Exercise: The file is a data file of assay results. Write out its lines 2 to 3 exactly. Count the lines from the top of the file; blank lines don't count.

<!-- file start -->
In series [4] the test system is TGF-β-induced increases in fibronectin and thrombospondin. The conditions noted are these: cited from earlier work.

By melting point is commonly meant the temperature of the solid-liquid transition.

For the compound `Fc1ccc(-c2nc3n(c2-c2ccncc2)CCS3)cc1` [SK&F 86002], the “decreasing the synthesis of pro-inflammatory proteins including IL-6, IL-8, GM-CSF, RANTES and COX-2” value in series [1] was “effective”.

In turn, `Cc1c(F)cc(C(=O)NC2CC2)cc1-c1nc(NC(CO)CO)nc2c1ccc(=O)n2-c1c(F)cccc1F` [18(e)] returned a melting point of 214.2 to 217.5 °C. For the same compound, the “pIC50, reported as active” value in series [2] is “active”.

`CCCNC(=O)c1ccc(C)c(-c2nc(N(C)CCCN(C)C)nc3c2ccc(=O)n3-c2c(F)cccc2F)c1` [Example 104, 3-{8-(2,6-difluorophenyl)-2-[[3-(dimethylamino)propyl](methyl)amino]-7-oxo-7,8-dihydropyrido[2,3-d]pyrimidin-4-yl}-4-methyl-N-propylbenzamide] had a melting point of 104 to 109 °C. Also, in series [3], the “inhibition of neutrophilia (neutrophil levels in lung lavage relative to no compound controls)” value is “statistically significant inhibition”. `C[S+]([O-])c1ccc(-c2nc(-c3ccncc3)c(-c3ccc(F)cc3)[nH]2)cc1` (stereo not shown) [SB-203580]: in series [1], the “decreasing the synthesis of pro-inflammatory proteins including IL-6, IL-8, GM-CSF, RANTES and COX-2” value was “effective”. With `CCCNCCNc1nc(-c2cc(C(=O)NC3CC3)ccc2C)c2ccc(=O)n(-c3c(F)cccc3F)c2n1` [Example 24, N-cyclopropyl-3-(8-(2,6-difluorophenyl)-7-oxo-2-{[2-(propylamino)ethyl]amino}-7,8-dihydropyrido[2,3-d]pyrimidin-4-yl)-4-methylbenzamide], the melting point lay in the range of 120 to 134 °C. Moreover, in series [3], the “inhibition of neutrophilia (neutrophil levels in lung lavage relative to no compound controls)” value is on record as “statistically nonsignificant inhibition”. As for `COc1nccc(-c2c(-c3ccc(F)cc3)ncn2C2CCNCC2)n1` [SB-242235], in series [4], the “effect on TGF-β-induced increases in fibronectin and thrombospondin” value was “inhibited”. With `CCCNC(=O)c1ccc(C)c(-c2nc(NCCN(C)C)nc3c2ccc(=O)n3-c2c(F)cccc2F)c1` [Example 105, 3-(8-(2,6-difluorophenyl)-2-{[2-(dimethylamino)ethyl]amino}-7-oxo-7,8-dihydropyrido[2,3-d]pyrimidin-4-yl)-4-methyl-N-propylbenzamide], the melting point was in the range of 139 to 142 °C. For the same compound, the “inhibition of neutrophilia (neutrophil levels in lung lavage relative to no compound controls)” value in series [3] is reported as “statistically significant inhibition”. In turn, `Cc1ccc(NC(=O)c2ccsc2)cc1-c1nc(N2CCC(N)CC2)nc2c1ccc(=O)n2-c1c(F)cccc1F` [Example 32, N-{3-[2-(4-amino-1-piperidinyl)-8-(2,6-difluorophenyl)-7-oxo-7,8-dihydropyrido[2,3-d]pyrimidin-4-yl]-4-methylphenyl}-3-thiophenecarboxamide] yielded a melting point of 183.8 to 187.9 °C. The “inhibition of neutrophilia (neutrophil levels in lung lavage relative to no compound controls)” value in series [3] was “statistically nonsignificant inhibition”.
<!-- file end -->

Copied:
By melting point is commonly meant the temperature of the solid-liquid transition.

For the compound `Fc1ccc(-c2nc3n(c2-c2ccncc2)CCS3)cc1` [SK&F 86002], the “decreasing the synthesis of pro-inflammatory proteins including IL-6, IL-8, GM-CSF, RANTES and COX-2” value in series [1] was “effective”.